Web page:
I have already been doing some online teaching in china? There are two ways this tends to be done. One is video recording lectures, replicating the lecture experience, not really eLearning really. The other way is using chat software or teaching software to teach students, whether commercial software or sns and chatting software. A word about the commercial software… There is potential value here for us to do this. There are huge quantities of people online and using online courses. But there are softwares we are already using… QQ, YY chat, wei Bo, sian UCAS, Wei chat, Skype. But there are disadvantages… Of seeing each other, not very secure… But these are very commonly used, very flexible, vary familiar, and in Chinese context we could easily use these software.

I want to talk about the main problems in my teaching process… The infrastructure needs to be considered. And we have to understand the students use of the internet. And the use of the technology should consider the context. Students used to technology can easily use it to achieve their gaols. For those less familiar with technology the class can be a much bigger challenge. Also worth noting that in china it is not usual to use email or blackboard to access information, and there is room to develop here. But we have some restrictions. We can’t use youtube or twitter or Facebook in China. Can’t share that. Can’t share experience of using them. Here we could share that experience and those learning materials with classmates, tutors, supervisors etc. so we need to think about that context carefully when we think about our students. Infrastructure is part of that too. There aren’t computers or internet access everywhere, sometimes videos could be downloaded and shared with a class, say.


I’m going to talk about my online learning experience in china, at high school . But in china we cannot use computers or mobile devices in school. But one teacher did set up a course on non Kent Chinese literature via blogs, for us to access after school from home. We hadn’t studied this topic before and was really exciting. And it could help students to create their identities. School life can be very sessful and very separate from daily lives. But online courses can let us reshape our knowledge and identities through learning online.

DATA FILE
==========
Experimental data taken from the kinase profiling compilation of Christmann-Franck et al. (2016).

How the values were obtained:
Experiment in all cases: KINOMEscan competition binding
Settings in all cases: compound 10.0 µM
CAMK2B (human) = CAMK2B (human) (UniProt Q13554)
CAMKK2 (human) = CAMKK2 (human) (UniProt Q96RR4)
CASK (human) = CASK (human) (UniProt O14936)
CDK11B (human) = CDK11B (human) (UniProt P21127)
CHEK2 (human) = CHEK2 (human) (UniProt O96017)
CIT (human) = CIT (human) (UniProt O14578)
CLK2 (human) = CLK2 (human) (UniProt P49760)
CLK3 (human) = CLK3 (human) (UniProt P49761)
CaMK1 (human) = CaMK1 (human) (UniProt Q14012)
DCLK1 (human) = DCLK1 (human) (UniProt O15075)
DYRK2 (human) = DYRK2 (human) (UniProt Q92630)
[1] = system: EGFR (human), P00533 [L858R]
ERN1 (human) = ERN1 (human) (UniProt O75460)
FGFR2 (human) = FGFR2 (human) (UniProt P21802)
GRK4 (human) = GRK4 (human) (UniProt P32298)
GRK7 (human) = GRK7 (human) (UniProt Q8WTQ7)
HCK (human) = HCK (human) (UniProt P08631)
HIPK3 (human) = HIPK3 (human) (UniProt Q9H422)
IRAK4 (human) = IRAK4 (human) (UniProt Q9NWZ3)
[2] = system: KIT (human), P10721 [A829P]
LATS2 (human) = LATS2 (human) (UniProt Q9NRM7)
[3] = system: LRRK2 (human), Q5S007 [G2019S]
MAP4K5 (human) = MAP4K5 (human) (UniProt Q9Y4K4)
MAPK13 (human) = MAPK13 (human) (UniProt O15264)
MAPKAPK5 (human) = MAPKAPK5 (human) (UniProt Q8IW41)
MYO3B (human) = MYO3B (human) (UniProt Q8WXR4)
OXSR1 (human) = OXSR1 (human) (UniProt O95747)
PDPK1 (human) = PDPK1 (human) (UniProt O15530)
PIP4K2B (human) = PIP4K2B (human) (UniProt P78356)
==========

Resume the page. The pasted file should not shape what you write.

After we entered university we had more opportunity to access online courses. But these courses are videos. Students can only watch the videos and not directly contact the tutors… And there are some people who came up with the idea of a video chatting course using taobao.com, the biggest shopping network online in china. So teachers sell courses in their taobao shop, and students can talk to teachers via Skype, FaceTime, or QQ. Helpful as some students in remote areas of china don’t have access to many learning resources. And moreover these courses are very flexible, students can negotiate with teachers. And it’s closest to face to face interactions.


I became a student when I was 6 years old, and I have been exposed to traditional Chinese pedagogic models for 17 years. So Herrington 2006 really struck a chord. We need something exciting and interesting and new to engage us. So I chose online learning as an additional course.

When I was an undergraduate student of English we did have an online learning space… It did have lots of functionality but we barely used it. So when I first got here I struggled with the ideal of communicating with staff via emails, how to use learn/blackboard. I think that online students are more likely to be a let To access good authentic materials to explore as language learning.

With online technologies tasks can be set to be authentic experience. Learning in second life enables students across the world to share in a learning event. It provides authentic opportunity for English learners to meet and learn. The authenticity it provides is bette than any other computer mediated communication tools. In techno life seminars, interviews, presentations can be simulated. Presenting in techno life is pretty similar to doing that in real life. And second life is in china, as are other technologies like this, but many teachers are not realising the benefits yet so when I go back to teach I hope to do that!